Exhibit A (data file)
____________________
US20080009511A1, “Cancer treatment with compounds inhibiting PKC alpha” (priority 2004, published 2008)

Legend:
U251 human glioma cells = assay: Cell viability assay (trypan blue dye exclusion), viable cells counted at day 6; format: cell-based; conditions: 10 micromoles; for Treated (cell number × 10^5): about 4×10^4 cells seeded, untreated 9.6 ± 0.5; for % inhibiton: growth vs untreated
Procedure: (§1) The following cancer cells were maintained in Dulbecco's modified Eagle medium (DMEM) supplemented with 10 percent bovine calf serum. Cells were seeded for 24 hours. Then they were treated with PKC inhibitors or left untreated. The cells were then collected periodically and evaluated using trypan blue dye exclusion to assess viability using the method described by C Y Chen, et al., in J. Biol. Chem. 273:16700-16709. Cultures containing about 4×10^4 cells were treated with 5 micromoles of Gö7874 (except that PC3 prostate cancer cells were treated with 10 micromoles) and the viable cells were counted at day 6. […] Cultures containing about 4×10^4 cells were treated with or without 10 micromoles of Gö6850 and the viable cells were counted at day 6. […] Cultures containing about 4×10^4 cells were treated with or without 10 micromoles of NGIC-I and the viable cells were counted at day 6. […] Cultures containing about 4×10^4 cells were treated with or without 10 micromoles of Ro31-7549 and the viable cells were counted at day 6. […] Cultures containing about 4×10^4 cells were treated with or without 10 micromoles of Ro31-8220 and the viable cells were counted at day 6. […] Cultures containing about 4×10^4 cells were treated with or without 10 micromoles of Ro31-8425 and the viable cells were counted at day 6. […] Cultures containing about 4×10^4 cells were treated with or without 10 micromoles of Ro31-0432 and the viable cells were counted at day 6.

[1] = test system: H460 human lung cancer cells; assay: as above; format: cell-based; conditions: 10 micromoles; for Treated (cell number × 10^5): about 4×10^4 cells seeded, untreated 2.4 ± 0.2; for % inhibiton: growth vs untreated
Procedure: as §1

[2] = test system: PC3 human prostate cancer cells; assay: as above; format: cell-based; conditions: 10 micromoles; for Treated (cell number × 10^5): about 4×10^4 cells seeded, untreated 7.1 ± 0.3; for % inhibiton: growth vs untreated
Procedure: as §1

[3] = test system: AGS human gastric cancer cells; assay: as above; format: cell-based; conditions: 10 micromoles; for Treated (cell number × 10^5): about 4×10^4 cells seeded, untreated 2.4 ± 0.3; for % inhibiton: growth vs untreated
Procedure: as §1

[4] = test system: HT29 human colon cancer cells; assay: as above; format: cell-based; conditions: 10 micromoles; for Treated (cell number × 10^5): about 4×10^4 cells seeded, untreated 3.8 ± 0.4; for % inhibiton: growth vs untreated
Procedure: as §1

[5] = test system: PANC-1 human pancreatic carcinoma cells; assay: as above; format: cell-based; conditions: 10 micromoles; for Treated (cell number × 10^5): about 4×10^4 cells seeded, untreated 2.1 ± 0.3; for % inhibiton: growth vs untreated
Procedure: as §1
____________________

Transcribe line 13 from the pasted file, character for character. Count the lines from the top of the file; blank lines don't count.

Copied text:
[5] = test system: PANC-1 human pancreatic carcinoma cells; assay: as above; format: cell-based; conditions: 10 micromoles; for Treated (cell number × 10^5): about 4×10^4 cells seeded, untreated 2.1 ± 0.3; for % inhibiton: growth vs untreated